Dee grinned at her granddaughter as the girl settled into the chair and fixed the old woman with an expectant gaze. Dee scattered a pinch of powdered ginger into a steaming cup of tea to finish it off.
“Grandma?” Pepper’s little face was pink from the sun, and her acorn brown hair was wind tousled.
“Yes, my love?” Dee turned to face the child.
“That’s not hot cocoa,” she said, pointing at the mugs in Dee’s hands. One for herself, and one for her Granddaughter.
“Well, you seemed upset, Pep. And I think we need to have a grown-up talk about what you saw in the field today. This tea is for grown-up talks. But, if you’re —”
“Oh.” Pepper put up a hand. She looked so much like her mother at that age that Dee couldn’t help but smile. “Nevermind, Grandma. I didn’t realize it was grown-ups tea. Yes, I’ll have some grown-ups tea, if you don’t mind.” Her words were all her father’s: no-nonsense and dusty dry.
Dee chuckled as she sat beside Pepper at the table. She pushed the mug of “grown-ups tea” over so that steam curled loving fingers around her granddaughter’s round cheeks. She would soon outgrow those chubby cheeks and become more herself and less an amalgamation of those closest to her. That growth might mean something more, or it might mean nothing at all. But the way the child had raved when she came crashing through the door that afternoon made Dee believe that this growth would be a doozy.
Pepper sipped her tea and her face crumpled. “Ew, Grandma, this is gross!”
“Oh, I forgot the most important ingredient. It’s what makes it grown-up, Pepper. Because no kid could be trusted to put their own honey into their tea. Do you think you’re ready?”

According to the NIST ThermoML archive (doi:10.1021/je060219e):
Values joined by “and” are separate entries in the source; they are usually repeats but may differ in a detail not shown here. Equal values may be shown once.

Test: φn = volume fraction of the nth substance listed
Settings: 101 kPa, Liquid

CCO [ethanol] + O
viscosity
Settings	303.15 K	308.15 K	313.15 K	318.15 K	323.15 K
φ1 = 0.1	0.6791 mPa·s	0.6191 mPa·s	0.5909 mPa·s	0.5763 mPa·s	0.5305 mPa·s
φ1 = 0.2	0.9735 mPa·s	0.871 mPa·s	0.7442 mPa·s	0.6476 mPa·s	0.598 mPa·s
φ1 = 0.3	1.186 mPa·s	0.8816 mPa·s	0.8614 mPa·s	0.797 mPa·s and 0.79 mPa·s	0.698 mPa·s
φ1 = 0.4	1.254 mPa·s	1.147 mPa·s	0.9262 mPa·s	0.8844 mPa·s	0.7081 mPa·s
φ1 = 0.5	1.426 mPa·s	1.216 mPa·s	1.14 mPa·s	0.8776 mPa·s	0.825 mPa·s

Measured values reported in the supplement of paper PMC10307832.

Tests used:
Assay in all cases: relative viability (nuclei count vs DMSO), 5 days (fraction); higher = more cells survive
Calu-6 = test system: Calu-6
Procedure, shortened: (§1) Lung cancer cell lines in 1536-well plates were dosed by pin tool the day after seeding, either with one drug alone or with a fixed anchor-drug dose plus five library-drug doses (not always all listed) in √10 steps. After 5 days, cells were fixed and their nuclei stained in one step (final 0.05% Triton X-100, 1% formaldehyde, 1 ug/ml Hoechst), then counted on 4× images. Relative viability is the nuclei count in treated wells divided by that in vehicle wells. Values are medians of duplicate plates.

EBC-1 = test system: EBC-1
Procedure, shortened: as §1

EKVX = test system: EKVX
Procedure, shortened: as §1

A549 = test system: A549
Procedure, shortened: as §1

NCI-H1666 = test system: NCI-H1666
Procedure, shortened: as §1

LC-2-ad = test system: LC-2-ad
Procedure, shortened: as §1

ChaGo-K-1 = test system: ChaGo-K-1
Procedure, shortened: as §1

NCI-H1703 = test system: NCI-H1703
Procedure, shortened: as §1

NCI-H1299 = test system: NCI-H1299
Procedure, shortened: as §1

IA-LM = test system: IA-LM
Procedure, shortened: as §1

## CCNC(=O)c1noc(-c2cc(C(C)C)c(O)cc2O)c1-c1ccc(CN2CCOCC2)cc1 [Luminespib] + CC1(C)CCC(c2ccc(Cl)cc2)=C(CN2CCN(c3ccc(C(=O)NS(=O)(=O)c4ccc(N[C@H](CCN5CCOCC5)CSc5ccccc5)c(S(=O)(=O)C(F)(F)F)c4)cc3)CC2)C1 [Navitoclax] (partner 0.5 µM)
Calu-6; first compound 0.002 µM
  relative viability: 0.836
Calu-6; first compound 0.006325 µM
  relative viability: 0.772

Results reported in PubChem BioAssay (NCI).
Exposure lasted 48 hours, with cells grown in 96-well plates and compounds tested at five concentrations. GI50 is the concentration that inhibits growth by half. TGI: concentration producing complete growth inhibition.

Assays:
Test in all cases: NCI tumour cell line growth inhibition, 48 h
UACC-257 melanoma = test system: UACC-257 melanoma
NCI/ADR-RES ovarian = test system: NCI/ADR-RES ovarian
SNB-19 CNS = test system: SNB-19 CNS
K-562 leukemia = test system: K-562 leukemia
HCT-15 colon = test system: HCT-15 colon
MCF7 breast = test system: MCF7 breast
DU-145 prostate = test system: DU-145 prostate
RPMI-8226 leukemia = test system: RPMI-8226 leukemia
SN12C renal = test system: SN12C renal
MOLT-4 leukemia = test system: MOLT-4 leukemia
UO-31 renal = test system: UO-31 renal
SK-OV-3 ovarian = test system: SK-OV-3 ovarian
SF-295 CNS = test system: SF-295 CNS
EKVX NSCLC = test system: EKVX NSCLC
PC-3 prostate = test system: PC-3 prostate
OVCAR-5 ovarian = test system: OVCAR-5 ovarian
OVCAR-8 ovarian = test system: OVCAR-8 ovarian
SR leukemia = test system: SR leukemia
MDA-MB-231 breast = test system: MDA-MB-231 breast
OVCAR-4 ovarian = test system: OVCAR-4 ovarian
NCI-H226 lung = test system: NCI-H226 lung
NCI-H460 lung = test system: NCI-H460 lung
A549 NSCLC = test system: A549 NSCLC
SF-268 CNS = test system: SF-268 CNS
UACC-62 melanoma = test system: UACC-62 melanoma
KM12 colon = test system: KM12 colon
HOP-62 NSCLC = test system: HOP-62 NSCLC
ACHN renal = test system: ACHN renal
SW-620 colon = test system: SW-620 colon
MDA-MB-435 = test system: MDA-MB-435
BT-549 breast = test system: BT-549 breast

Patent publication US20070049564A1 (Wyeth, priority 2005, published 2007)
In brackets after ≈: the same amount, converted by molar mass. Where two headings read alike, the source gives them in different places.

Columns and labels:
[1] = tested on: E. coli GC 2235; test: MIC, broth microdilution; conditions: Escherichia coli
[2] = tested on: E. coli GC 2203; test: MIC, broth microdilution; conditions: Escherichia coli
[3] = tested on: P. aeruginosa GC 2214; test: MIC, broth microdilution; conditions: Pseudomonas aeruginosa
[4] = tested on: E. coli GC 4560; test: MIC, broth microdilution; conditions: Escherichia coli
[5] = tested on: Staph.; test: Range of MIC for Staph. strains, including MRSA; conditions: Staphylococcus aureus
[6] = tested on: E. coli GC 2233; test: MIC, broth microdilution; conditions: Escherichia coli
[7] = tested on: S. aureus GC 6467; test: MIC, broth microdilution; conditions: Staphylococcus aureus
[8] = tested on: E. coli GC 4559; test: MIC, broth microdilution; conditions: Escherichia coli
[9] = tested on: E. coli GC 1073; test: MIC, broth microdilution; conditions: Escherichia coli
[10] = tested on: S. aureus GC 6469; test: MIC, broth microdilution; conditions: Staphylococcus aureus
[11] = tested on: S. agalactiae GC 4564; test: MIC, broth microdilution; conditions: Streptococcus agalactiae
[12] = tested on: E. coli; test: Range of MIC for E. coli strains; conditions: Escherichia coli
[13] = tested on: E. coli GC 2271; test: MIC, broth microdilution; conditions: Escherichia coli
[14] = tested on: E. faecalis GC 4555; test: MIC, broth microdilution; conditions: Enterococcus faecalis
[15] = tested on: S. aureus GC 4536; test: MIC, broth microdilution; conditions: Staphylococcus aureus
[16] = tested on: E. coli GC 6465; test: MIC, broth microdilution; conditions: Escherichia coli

“Yes!” the girl said. Then, in a formal tone, one her father would be proud of, she said, “I am ready to care of my own honey.”
Dee nodded and brought the jar of honey. “I knew you were, pumpkin.”
There was a brief pause in the conversation as Pep spooned enough honey into her tea that the cup was nearly overflowing. She mixed the brew, sloshing honey-thick tea onto the table. She bent to the cup and took an experimental taste. “Perfect,” she announced.
“Good. Now, tell me, Pepper, what happened in the field today?”
The girl frowned into her cup.
Dee frowned too. She hated to see her Granddaughter looking so unsure of herself. “Grown-ups trust each other. And they don’t make fun. I know Bea wasn’t very nice to you when you told her, but she isn’t as mature as you are, Pep. But, I'm a grown-up, right?”
Her granddaughter snorted. “Yeah, you’re like a hundred.”
Dee chose to ignore this and said, coaxing her, “So you know I won’t tease or laugh.”
“Yeah, I guess.” Pepper slurped from her tea. “You probably will, though. Beatrice said I’m crazy and seeing things.”
“I give you my word, Pepper Pear, I’d never.” Dee patted her granddaughter’s sticky hand.
“Okay,” she sighed, resigned. “I’ll tell you.”